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The Official Sekiro Players Guide Is Almost 600 Pages Long

The official strategy guide for Sekiro: Shadows Die Twice has finally been released, and it is nearly 600 pages long. As the game has already fostered discussions of what constitutes too difficult a game, and whether an "easy" mode should be added, the arrival of the guide is likely going to be welcomed by many players.

In order to create the highly-detailed game guide, Frank Glaser, Managing Director of Future Press and his team had access to the nearly-finished game product five months before anyone else. Although the goal of the company is to launch guide on the same date as the game, their policy prevented that from being possible.

Via: Attack of the fanboy.com

Due to changes between the initial finished disc product and the subsequent update 1.02, Glaser affirms that there was too much to revise in terms of strategies and data, taking many more days and nights than originally planned, but ultimately, they completed the work satisfied that the material was still relevant for players. When everything was said and done, more than 10,000 hours of work was put into the guide.

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The company is no stranger to making guides for games that are considered difficult. They have over twenty years of experience, and worked on guides for both Dark Souls and Bloodborne

Via: Activision.com

The game itself attracted attention soon after its release with some calling for an easy mode "to respect its players." Ultimately, that decision lies with those who make these games. Years ago, Blizzard made the decision to add end-game raids in World of Warcraft  to what is now termed "Looking For Raid (LFR)." These were simplified versions of the end-game content, with scaling power buffs granted to the raid group with each wipe. Accessibility was the key focus at the time, granting players the opportunity to experience otherwise gated content. Reception to LFR over the years has been mixed, by a broad range of opinions as to whether it belongs in the game at all or not. One thing is certain, without an LFR mode, most players would not be able to see the most coveted areas in the game, and maybe that is the point for casuals players in an MMORPG: the experience is what matters, not the many obstacles to bypassing its gating mechanics.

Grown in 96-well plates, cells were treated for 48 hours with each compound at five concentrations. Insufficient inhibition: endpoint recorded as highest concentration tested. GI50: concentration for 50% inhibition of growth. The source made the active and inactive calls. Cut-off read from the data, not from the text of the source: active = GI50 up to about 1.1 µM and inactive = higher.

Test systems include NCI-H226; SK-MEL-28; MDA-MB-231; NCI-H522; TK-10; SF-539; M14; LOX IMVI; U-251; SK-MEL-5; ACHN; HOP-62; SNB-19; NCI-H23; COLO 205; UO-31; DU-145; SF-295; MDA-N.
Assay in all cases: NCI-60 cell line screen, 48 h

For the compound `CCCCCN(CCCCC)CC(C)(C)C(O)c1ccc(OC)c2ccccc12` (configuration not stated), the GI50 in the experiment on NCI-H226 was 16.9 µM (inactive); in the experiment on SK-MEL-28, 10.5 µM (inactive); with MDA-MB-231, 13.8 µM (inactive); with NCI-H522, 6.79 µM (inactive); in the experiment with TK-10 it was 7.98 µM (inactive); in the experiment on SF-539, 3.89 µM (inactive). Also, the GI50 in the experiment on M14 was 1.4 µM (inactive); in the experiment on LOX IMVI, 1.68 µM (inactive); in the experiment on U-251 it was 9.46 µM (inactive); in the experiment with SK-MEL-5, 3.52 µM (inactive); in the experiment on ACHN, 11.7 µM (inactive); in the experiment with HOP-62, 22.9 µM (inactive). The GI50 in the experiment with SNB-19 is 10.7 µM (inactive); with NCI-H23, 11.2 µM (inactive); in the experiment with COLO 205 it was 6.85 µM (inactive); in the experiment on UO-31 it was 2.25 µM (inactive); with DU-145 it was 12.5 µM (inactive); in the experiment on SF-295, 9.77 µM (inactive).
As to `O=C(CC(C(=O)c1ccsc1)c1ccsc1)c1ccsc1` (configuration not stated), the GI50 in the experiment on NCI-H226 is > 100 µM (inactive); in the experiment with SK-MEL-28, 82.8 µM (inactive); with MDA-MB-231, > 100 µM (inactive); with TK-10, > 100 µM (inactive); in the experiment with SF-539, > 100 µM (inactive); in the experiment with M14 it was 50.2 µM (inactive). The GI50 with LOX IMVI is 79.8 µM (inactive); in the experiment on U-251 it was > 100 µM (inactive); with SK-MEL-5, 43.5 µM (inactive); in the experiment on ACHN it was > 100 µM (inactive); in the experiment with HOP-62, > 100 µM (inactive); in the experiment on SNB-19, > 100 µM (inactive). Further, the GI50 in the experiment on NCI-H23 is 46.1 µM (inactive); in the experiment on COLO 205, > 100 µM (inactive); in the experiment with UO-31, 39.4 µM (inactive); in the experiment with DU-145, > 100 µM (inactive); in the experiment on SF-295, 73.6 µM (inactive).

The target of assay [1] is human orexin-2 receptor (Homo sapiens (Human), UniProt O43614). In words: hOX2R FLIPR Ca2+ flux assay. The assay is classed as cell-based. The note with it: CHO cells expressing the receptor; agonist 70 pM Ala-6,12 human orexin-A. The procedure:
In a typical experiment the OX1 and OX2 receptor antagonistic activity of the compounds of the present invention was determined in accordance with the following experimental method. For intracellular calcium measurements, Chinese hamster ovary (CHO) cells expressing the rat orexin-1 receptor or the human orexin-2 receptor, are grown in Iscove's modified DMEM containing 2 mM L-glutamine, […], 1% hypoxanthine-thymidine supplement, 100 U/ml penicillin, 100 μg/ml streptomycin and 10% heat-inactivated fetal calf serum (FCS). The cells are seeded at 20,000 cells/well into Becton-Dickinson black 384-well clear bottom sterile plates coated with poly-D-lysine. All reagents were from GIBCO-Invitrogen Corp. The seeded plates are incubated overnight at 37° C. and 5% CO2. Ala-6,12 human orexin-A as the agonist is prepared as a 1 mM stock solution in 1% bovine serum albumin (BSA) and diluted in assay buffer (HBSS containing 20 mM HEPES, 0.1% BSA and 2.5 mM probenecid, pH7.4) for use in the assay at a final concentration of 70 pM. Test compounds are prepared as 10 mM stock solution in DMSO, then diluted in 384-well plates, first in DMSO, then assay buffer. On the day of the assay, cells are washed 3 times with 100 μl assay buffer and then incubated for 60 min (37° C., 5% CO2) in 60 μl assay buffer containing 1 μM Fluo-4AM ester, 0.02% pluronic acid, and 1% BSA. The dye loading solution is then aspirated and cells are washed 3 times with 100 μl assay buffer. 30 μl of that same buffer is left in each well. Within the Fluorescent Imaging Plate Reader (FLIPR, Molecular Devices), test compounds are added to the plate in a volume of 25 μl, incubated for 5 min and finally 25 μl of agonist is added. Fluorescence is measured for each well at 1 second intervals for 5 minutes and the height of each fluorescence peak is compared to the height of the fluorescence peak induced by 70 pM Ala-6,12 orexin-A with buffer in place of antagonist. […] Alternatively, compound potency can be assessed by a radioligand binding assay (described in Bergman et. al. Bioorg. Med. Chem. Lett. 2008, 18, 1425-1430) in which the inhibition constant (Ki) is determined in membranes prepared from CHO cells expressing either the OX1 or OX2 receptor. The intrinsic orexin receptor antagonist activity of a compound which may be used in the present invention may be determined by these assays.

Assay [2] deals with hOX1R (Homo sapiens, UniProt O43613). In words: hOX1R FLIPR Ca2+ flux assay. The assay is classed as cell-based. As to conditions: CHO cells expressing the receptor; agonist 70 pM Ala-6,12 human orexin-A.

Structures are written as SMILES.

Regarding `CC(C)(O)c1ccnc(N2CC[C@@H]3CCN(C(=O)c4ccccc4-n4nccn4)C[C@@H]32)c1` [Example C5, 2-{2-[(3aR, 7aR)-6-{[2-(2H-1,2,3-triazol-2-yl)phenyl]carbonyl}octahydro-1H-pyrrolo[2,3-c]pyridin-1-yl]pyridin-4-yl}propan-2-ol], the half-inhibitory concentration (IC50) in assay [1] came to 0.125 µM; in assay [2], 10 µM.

Therein lies the issue with Sekiro: Shadows Die Twice. Its essence, which is to say, the way the developers envisioned their game being played, has no room for tourists. Players know exactly what manner of masochistic punishment awaits them when they delve into Dark Souls or Bloodborne, and asking for an easy mode rather defeats the purpose. Guides, like the one meticulously worked on by Future Press, offer a perfect middle ground. They in themselves offer a trove of knowledge about the complex world that awaits, but past that, does not offer any other advantages. The player still needs to put the effort into learning the game, and how best to survive.

NEXT: 10 Things To Do First In Sekiro: Shadows Die Twice

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